Public Attitudes Toward Climate Science and Climate Policy in Federal Systems: Canada and the U.S. Compared
28 Pages Posted: 1 Aug 2011 Last revised: 31 Aug 2011
Date Written: 2011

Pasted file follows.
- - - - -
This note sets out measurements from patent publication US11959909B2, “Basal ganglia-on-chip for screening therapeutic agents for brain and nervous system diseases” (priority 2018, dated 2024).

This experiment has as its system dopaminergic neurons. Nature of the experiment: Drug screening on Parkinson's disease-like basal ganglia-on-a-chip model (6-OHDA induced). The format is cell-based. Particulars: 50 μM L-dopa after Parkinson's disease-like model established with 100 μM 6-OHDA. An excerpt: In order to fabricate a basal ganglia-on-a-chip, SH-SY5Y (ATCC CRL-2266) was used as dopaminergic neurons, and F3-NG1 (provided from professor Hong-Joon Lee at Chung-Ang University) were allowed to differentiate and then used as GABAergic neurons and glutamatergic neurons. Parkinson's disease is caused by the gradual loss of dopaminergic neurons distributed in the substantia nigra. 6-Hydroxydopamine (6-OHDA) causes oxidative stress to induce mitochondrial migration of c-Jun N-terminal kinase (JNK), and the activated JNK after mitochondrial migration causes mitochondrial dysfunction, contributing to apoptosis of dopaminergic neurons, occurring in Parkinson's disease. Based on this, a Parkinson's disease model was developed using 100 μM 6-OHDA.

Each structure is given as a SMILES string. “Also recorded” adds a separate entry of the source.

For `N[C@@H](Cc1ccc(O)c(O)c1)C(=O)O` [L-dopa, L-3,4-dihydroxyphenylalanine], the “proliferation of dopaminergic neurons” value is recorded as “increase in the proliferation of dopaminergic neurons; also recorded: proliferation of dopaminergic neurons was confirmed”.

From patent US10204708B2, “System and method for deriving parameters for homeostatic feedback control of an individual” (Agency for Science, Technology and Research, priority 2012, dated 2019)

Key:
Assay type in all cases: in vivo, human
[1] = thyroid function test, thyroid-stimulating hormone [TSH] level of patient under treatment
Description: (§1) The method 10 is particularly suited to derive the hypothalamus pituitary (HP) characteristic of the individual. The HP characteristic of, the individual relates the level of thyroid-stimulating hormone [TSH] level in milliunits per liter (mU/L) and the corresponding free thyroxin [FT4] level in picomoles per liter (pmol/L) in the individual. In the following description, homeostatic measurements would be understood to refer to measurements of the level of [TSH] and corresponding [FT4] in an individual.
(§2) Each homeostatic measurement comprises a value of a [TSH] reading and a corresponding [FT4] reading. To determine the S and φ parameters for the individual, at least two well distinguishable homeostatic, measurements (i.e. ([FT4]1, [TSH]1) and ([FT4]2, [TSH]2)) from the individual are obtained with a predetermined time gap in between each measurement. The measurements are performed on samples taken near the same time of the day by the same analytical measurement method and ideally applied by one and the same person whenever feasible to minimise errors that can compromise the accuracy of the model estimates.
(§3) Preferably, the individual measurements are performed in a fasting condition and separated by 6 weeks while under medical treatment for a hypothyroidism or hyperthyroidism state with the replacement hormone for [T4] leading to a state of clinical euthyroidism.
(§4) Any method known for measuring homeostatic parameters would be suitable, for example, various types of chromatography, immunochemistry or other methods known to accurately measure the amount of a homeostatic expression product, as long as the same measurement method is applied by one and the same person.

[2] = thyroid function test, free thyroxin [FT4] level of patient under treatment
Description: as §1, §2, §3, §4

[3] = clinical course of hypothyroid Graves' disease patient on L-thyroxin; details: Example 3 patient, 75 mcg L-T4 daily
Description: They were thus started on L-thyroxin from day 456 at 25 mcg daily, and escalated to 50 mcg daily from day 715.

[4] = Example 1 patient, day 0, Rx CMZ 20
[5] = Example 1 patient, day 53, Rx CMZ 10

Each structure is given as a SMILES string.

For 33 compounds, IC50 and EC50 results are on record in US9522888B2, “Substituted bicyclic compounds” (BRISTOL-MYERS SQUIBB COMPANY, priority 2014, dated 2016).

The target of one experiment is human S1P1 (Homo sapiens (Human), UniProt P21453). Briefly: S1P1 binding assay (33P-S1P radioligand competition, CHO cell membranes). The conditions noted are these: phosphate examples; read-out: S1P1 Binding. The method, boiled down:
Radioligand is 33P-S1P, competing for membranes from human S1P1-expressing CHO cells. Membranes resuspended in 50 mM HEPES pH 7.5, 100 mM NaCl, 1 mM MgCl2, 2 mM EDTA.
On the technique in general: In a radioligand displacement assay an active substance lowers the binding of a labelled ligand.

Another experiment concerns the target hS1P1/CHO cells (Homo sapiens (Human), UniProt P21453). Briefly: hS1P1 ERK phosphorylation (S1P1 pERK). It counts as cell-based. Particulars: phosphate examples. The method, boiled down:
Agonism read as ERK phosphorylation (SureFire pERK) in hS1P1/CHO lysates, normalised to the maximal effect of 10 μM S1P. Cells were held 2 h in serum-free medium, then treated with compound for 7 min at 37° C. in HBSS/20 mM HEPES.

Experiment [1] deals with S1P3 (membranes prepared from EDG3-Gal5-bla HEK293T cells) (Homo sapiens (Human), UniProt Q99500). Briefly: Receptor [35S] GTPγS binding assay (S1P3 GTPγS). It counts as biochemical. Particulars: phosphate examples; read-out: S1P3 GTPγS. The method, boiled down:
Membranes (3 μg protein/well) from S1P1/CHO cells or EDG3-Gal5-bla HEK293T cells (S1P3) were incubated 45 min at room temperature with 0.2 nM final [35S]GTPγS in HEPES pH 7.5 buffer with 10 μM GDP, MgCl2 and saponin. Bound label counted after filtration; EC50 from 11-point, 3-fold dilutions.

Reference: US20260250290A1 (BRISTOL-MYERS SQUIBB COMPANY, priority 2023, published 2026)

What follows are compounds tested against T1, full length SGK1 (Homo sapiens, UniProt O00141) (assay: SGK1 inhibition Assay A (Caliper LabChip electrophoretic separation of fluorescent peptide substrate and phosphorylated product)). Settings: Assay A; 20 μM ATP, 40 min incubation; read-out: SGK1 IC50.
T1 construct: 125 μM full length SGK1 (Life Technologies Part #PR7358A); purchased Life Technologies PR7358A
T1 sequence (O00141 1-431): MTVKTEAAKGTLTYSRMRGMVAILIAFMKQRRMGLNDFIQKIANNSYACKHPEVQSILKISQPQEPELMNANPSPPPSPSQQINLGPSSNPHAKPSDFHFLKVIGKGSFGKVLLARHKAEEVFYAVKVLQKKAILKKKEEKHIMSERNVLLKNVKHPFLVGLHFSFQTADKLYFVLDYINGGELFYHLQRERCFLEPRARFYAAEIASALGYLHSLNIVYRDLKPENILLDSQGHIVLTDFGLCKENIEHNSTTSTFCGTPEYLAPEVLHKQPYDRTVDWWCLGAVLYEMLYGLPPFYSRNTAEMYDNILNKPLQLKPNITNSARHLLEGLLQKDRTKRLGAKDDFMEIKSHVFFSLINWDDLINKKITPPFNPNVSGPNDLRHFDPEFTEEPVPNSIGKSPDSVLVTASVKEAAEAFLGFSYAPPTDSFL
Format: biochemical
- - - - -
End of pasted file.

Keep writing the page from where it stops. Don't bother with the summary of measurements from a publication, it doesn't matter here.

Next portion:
Despite a great deal of scientific evidence in support of global warming, the public remains deeply divided on whether global warming is occurring and on what policies should be enacted in response. In the context of wide variation in climate policy at both national and sub-federal levels, this paper utilizes an original data set to examine public attitudes and perceptions toward climate science and climate change policy in two federal systems. Using national and provincial/state level data from telephone surveys administered to random probability samples in Canada and the U.S. during 2010 and 2011, the paper provides insight into where the public stands on the climate change issue in two of the most carbon-intensive federal systems in the world. The paper includes the first directly comparable public opinion data on how Canadians and Americans form their opinions regarding climate matters, and provides insight into the preferences of these two populations regarding climate policies at both the national and sub- national levels. Building on previous studies of public opinion in the U.S., which finds strong associations between political predispositions, on the one hand, and views on climate change, on the other, the paper further examines the determinants of individual beliefs in cross-national perspective. Key findings are examined in the context of growing policy experiments at the sub-federal level in both countries and limited national level progress in the adoption of climate change legislation.
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